Obama honors gay rights

As of 2015, there are 112 protected areas called national monuments, which can only be established by presidential proclamation or by congressional legislation. But there have been rumblings that that number will be bumped up to 113 soon.

National monuments are mostly landmarks that have great historical meaning. They are protected in order to commemorate that history so that future generations of U.S. citizens do not forget our struggles and victories as a country and as individuals. The proposed national monument in support of gay rights would be the first one of its kind. It would serve as a reminder of everything the queer community has had to suffer and fight for in order to gain equality.

The queer community needs the support of the federal government during this time. Recent discriminatory legislation in North Carolina and the unrest that still exists in Georgia have caused many people to wonder whether the Supreme Court’s ruling on gay marriage in June of last year was really the victory of a war or actually just another small battle that was won in the name of equality.

While the federal government may be behind the queer community, it is obvious that many states are not willing to be as progressive. Continued pressure from D.C. might be able to cause them to change their tunes, but a national monument would also help fight their discrimination.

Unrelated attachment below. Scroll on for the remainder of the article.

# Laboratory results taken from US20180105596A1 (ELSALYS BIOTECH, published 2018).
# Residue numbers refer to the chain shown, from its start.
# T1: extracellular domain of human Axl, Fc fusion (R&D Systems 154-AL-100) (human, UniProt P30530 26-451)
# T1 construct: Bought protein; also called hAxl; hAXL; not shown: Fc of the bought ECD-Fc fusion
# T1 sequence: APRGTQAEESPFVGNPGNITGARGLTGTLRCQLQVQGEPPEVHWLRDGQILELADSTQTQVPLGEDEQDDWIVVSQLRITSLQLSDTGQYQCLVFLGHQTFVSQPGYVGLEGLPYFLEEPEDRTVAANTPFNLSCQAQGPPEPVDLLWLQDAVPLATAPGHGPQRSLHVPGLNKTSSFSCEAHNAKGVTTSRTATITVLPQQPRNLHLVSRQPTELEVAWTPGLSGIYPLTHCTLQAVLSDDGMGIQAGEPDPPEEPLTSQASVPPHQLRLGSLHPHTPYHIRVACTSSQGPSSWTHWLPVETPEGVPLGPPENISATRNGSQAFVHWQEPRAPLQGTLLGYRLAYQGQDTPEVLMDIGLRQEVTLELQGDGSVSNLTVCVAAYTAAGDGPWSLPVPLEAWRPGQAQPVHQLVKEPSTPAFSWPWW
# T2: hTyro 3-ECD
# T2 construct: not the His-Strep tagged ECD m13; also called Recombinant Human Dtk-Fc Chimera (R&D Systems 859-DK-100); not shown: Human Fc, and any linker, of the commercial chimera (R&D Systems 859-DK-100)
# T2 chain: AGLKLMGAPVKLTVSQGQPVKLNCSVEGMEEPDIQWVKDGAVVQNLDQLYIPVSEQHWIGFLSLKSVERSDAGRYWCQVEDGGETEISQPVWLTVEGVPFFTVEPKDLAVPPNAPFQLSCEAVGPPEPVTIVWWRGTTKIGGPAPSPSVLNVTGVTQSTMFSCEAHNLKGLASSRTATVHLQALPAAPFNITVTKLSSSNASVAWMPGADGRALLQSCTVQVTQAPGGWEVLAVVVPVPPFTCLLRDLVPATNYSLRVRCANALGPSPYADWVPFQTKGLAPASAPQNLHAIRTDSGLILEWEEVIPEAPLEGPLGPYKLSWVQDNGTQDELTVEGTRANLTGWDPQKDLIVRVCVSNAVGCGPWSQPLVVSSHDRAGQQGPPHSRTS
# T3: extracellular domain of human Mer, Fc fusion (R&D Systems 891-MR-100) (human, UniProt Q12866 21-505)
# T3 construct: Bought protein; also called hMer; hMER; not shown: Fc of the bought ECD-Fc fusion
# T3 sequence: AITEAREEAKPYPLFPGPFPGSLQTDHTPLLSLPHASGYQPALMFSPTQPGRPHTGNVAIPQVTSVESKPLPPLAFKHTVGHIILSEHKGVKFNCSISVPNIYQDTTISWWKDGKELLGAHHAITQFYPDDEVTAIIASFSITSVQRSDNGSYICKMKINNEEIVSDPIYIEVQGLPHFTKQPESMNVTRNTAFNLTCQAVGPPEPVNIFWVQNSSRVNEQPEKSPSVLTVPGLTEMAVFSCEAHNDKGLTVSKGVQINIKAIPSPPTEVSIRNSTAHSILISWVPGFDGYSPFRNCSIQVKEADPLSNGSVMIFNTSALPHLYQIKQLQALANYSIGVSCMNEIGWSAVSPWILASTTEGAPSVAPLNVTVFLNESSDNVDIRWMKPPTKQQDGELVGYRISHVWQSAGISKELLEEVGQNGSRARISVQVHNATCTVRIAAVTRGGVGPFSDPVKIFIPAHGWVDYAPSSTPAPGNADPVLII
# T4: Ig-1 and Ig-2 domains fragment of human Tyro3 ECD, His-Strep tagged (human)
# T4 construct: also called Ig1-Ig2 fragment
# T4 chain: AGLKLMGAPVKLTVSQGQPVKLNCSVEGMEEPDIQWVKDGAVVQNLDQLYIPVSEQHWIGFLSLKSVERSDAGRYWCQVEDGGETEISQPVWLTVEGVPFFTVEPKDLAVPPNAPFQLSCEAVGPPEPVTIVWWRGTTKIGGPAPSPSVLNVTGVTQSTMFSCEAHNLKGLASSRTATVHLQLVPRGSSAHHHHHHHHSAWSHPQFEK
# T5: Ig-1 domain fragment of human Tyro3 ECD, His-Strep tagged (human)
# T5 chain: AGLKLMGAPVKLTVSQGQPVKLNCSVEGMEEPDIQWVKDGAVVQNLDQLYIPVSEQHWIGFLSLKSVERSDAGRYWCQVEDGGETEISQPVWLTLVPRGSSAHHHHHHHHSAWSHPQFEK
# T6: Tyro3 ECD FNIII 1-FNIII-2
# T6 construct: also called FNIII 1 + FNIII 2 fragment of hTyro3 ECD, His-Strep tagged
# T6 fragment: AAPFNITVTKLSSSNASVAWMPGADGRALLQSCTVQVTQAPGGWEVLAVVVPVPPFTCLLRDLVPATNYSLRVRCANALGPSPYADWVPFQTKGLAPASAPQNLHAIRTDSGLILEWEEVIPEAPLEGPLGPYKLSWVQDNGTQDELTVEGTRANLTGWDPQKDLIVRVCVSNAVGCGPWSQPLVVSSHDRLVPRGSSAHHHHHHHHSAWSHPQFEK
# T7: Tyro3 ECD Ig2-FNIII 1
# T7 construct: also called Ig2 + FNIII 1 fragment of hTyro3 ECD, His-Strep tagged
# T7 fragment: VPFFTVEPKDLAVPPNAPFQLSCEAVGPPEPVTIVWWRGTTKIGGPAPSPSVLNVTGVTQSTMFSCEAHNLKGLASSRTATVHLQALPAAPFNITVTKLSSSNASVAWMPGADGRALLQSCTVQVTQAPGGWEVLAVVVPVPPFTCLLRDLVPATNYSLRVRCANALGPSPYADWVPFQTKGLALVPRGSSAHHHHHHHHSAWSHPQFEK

Since national monuments are representations of important moments in U.S. history, a monument about the gay rights movement would forever immortalize the movement and validate its vitality in the story of our country. No one would be able to take this story away or present it as insignificant ever again because there would be physical proof that no one could refute. That is comforting amidst all the harshness that is spewed toward the LGBT community, especially toward members of the transgender community. People are trying to invalidate their existence and their beliefs, directly going against our Bill of Rights. Any support from the federal government would be beneficial.

The monument itself would be located in Greenwich Village on a piece of land called Christopher Park, which is across the street from the Stonewall Inn. The Village has always held historic significance for the gay community as a Bohemian capital for artists, liberals and counterculture movements. The Stonewall Inn was the site of the Stonewall riots in 1969, which is considered one of the most important events leading to the gay liberation movement.

In 2015, the Inn gained official landmark status from the New York City Landmarks Preservation Commission for its importance as a catalyst for the LGBT movement. So it is a fitting location for a monument that will nationally, not just locally, recognize gay rights.

President Barack Obama has created or expanded 23 national monuments, more than any other president. It would not be a surprise if this one goes through. His presidency, if for nothing else, will be remembered for its steadfast protection of U.S. history. Senator Gillibrand and Congressman Nadler, along with 20,000 petitioners, have promised to get it done.